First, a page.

BAY SHORE, N.Y. (CBSNewYork) — A Long Island woman who lost her two children in a drowning accident has launched a call to improve pool safety just in time for swimming season.
Meanwhile, a local YMCA has offered a swimming lesson with the goal of safety in mind.
As CBS 2’s Jennifer McLogan reported, Ralph Knowles, 5, and Sharon Knowles, 7, drowned in a neighbor’s unguarded above-ground pool in Central Islip back on April 14. Police officers jumped into the 4-foot-deep pool and found the brother and sister’s lifeless bodies submerged inside.
“(It was) the worst thing that ever happened to me in my life,” said the children’s mother, Tia Knowles. “Nothing could replace my children.”
The pool was located just behind the Knowles’ property on Half Mile Road. Investigators said the pool was enclosed, but the fence on the property line was not properly installed so as to keep the children out.
“I told my children to go outside and play until lunch was ready,” Knowles said.
But in an instant, the children found a hole in the fence and an unlatched gate, as well as a pool without a tarp.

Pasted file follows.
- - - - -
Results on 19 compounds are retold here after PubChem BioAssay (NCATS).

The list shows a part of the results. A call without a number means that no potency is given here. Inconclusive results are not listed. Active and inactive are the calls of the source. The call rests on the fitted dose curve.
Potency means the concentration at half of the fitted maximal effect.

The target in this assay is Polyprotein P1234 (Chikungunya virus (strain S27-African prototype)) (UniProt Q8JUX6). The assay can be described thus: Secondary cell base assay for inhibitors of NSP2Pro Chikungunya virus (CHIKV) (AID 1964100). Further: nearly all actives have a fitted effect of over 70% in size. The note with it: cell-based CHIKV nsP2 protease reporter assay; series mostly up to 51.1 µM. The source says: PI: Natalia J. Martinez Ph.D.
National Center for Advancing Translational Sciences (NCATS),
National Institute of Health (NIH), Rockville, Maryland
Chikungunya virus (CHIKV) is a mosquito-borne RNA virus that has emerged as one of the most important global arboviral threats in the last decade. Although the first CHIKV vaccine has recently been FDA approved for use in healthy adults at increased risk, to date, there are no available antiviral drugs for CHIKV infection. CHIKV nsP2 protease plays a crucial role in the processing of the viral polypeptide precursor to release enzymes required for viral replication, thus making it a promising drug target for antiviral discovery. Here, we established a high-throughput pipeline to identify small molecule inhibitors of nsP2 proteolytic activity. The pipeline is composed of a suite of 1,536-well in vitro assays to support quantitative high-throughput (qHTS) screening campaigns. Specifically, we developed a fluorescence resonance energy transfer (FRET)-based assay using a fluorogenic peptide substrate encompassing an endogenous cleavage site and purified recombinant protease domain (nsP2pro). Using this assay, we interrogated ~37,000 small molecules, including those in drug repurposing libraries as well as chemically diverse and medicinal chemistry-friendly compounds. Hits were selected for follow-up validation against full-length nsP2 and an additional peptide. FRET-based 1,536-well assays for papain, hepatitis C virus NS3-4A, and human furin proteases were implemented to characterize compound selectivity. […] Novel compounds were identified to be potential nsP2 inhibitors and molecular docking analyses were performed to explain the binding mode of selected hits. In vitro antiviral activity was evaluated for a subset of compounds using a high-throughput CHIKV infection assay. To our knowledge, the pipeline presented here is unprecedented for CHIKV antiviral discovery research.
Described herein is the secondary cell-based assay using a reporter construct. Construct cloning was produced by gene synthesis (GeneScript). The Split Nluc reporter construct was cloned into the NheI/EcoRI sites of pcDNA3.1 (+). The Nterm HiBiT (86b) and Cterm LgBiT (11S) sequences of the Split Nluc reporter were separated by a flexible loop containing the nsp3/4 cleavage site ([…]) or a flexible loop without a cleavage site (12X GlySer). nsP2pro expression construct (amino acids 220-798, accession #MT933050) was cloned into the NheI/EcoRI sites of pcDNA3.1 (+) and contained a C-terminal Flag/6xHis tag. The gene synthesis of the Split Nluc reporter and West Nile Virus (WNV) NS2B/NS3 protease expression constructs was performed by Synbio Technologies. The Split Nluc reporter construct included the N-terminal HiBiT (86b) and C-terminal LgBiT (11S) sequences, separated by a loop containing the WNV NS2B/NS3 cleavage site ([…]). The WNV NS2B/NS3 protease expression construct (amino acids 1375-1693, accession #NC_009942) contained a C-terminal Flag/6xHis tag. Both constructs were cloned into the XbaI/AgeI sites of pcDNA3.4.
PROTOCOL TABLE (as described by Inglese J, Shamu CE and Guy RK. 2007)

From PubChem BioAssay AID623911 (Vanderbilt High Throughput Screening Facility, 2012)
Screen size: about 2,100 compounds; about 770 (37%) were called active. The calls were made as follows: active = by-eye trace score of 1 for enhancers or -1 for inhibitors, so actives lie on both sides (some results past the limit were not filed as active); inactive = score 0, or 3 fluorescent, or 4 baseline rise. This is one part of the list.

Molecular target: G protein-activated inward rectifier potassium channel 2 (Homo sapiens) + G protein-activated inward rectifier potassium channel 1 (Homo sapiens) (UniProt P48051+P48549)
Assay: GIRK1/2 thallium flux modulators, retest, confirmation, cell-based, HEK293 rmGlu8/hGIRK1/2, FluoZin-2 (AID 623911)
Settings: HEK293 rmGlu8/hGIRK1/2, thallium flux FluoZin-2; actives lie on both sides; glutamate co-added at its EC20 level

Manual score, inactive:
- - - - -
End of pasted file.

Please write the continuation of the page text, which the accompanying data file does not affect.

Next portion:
“It only takes a minute,” said Bob Pettersen of the Great South Bay YMCA. “You hear this all the time – you’ve got to be vigilant, you have to supervise your children, and you have to teach your kids how to swim. That can save a child.”
That was why the parents of Jalen Cutler, 7, sent their son to the world’s largest swim lesson at his local Bay Shore YMCA camp.
Jalen said he is learning to swim, with such lessons as, “When you get tired, you float.”
With pool, boating and beach season right around the corner, families have been reminded that drowning is a leading cause of death among children between the ages of 1 and 4.
“I have three daughters — one is 8, another 7, and a 6-month-old,” said Tara Obermeyer of Bay Shore. “They are never too young to learn how to swim. Accidents can happen at any time.”
Added Obermeyer’s 7-year-old daughter, Ava, “I want to learn to swim to feel safe.”
The staff has advised working parents to make sure their child care providers have knowledge of what to do in emergencies, in case nannies can’t swim.
“Scream for help,” said Maureen Kiernan, aquatic director at the Great South Bay Y. “You’re going to call 911.”
Knowles now wants to become an advocate for early swim lessons and backyard pool safety.
“It could have been prevented,” she said.
Tuesday would have been Sharon Knowles’ 8th birthday.
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